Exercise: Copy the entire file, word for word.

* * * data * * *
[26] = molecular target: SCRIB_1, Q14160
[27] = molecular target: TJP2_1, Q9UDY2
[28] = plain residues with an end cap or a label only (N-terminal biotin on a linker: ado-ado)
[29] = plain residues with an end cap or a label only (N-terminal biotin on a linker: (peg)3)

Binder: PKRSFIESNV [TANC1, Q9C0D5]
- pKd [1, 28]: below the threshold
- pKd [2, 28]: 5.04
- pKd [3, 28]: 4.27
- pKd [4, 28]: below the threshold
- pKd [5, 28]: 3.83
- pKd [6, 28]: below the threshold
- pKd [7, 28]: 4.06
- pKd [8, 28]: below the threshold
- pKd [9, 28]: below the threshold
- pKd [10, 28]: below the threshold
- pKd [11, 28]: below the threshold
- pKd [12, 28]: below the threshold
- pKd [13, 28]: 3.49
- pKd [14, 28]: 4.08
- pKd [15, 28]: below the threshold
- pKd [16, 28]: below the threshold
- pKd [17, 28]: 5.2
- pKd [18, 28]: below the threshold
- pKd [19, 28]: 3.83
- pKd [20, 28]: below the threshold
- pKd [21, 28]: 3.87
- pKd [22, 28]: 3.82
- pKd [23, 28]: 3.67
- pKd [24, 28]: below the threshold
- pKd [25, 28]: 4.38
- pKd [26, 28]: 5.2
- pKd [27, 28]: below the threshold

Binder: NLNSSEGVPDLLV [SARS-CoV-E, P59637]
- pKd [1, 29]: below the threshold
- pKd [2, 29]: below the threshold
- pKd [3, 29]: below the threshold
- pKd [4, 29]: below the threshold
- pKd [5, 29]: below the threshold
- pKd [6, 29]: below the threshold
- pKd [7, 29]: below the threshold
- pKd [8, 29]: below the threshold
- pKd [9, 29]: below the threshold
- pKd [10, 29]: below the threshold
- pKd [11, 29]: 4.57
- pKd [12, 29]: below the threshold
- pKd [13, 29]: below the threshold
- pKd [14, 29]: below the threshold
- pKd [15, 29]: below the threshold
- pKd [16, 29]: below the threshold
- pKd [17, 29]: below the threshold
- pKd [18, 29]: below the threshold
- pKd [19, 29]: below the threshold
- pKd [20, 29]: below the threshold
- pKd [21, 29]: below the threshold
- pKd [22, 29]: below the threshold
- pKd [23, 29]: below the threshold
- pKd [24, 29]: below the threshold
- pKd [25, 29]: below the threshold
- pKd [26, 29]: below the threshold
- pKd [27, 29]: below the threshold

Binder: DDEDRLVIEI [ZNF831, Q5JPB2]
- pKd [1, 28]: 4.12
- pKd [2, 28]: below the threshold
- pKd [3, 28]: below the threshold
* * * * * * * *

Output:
[26] = molecular target: SCRIB_1, Q14160
[27] = molecular target: TJP2_1, Q9UDY2
[28] = plain residues with an end cap or a label only (N-terminal biotin on a linker: ado-ado)
[29] = plain residues with an end cap or a label only (N-terminal biotin on a linker: (peg)3)

Binder: PKRSFIESNV [TANC1, Q9C0D5]
- pKd [1, 28]: below the threshold
- pKd [2, 28]: 5.04
- pKd [3, 28]: 4.27
- pKd [4, 28]: below the threshold
- pKd [5, 28]: 3.83
- pKd [6, 28]: below the threshold
- pKd [7, 28]: 4.06
- pKd [8, 28]: below the threshold
- pKd [9, 28]: below the threshold
- pKd [10, 28]: below the threshold
- pKd [11, 28]: below the threshold
- pKd [12, 28]: below the threshold
- pKd [13, 28]: 3.49
- pKd [14, 28]: 4.08
- pKd [15, 28]: below the threshold
- pKd [16, 28]: below the threshold
- pKd [17, 28]: 5.2
- pKd [18, 28]: below the threshold
- pKd [19, 28]: 3.83
- pKd [20, 28]: below the threshold
- pKd [21, 28]: 3.87
- pKd [22, 28]: 3.82
- pKd [23, 28]: 3.67
- pKd [24, 28]: below the threshold
- pKd [25, 28]: 4.38
- pKd [26, 28]: 5.2
- pKd [27, 28]: below the threshold

Binder: NLNSSEGVPDLLV [SARS-CoV-E, P59637]
- pKd [1, 29]: below the threshold
- pKd [2, 29]: below the threshold
- pKd [3, 29]: below the threshold
- pKd [4, 29]: below the threshold
- pKd [5, 29]: below the threshold
- pKd [6, 29]: below the threshold
- pKd [7, 29]: below the threshold
- pKd [8, 29]: below the threshold
- pKd [9, 29]: below the threshold
- pKd [10, 29]: below the threshold
- pKd [11, 29]: 4.57
- pKd [12, 29]: below the threshold
- pKd [13, 29]: below the threshold
- pKd [14, 29]: below the threshold
- pKd [15, 29]: below the threshold
- pKd [16, 29]: below the threshold
- pKd [17, 29]: below the threshold
- pKd [18, 29]: below the threshold
- pKd [19, 29]: below the threshold
- pKd [20, 29]: below the threshold
- pKd [21, 29]: below the threshold
- pKd [22, 29]: below the threshold
- pKd [23, 29]: below the threshold
- pKd [24, 29]: below the threshold
- pKd [25, 29]: below the threshold
- pKd [26, 29]: below the threshold
- pKd [27, 29]: below the threshold

Binder: DDEDRLVIEI [ZNF831, Q5JPB2]
- pKd [1, 28]: 4.12
- pKd [2, 28]: below the threshold
- pKd [3, 28]: below the threshold